Hester’s work for the 19th Biennale of Sydney, fashioning discontinuities (2013–14), continued the artist’s exploration of the material, social and spatial relations that shape public spaces. Taking areas around Sydney as a starting point, Hester explored the different ways in which these places are fashioned, shedding light on systems that are inscribed within a range of territories.
Through the production of a series of objects, propositions, and a book that will be published towards the conclusion of the Biennale, Hester will experiment with ways to traverse a range of places, and in doing so encourage new models for experiencing public space. While being distributed across the city as a series of gestures (such as annexing a patch of grass, producing sonic actions and digging in Sydney’s Hyde Park) enacted over time – props, fragments and residues that emerge from the project’s dense range of processes will be assembled into an installation on Cockatoo Island – situated between the project’s various material, spatial and temporal registers. Hester’s working process is fluid and open-ended. Her process of making will continue up to and during the exhibition, responsive to the unforeseeable challenges presented on-site and the unknown engagement with the work by the public.
Hester uses installation, collaboration, writing, sculpture, performance and video to create works that explore social conditions, materiality and spatial perspective. Her installations expand our perception of art beyond the object and outside the theoretical and physical boundaries of a gallery space by orchestrating unexpected encounters between people, materials, objects and the occasional live animal. Her fluidity concerning authorship and material production displays an obvious connection to conceptual art, yet her work can also be situated more broadly within a history of minimalism, land art, performance and arte povera.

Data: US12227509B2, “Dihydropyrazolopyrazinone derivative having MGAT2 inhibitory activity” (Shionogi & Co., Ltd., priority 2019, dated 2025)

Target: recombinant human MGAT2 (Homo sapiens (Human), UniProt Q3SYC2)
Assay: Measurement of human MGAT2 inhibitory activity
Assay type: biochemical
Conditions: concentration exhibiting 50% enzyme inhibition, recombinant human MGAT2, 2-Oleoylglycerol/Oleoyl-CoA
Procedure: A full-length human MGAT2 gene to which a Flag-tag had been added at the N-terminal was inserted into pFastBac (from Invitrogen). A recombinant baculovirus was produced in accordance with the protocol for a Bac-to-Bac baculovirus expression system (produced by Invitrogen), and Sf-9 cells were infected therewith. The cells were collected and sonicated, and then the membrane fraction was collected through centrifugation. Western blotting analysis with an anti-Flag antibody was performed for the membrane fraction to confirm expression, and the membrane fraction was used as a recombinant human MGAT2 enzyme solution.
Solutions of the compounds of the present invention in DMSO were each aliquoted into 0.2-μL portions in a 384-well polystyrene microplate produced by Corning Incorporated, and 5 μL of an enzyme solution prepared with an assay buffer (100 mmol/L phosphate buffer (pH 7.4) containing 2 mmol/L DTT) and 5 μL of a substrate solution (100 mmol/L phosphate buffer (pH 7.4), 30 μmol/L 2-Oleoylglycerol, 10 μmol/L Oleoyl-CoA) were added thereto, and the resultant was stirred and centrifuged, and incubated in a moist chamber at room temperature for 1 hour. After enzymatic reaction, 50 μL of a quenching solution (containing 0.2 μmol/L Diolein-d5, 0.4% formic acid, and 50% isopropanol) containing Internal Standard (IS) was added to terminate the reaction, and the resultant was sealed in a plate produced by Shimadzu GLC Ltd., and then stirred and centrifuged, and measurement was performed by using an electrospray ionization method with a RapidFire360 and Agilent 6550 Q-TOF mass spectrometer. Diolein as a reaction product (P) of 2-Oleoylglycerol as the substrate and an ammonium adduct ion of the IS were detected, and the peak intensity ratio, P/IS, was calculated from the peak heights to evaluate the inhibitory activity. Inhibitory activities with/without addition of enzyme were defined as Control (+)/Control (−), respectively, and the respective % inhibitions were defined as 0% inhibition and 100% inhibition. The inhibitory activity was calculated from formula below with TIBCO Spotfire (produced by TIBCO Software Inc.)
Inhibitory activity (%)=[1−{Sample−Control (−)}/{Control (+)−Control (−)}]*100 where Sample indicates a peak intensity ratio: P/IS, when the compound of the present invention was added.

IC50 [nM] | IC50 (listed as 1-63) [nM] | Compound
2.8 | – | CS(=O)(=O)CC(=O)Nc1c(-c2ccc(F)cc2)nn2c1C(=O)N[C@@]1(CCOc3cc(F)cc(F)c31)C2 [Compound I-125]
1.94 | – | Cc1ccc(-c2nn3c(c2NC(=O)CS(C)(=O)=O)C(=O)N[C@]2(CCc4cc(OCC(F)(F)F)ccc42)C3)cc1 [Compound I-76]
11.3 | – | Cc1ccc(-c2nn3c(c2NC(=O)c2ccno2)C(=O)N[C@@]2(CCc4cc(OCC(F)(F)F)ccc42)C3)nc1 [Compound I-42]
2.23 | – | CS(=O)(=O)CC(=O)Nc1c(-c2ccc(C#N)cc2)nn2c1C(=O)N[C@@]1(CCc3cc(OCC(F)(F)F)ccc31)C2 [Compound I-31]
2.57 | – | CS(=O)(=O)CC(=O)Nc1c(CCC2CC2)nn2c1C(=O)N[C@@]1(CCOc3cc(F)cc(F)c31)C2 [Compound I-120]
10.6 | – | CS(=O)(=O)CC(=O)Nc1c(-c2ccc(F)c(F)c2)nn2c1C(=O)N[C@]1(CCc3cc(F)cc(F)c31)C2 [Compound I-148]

In a world, fully accessible by no living being (2011), presented in Federation Square, Melbourne as part of the Melbourne Prize for Urban Sculpture, Hester developed a project in three distinct parts. The first component was a list of propositions outlining different forms of engagement and occupation, some of which required people to engage with the urban environment around the city of Melbourne. Among Hester’s ten propositions, often involving the combined efforts of others, were the following: ‘Making a collaborative sound performance in a multi-level carpark’; ‘Inviting dogs and their owners to congregate at Federation Square on Saturdays’; and, most simply, ‘Sitting together’.
The second part was an architectural intervention in the form of a wall constructed from cinder blocks located in Federation Square. The third element took the form of a free broadsheet publication outlining and articulating the propositions. Judges of the prize, which Hester won, said that the work created ‘something unexpected within the phenomenological texture of the city, a resonant and vivacious harnessing of the latent energies in the public realm’.
Hester is currently a postdoctoral research fellow at the Sydney College of the Arts, University of Sydney. She has a PhD from Royal Melbourne Institute of Technology (RMIT), Melbourne, and a Bachelor of Fine Arts (Sculpture) with Honours from RMIT, and has completed postgraduate studies at the Sandberg Institute, Amsterdam. Recent solo exhibitions of her work have included ‘Lumpen Falls’ (with Open Spatial Workshop), Conical Gallery, Melbourne (2012); ‘bits and pieces here and there’, Society, Sydney (2011); ‘please leave these windows open overnight to enable the fans to draw in cool air during the early hours of the morning’, Australian Centre for Contemporary Art, Melbourne (2010); ‘fashioning discontinuities’, Centre for Contemporary Photography, Melbourne (2009); and ‘projectprojects’, The Showroom, London (2008).
For more information on these and other events as part of fashioning discontinuities, please visit: fashioningdiscontinuities.blogspot.com.au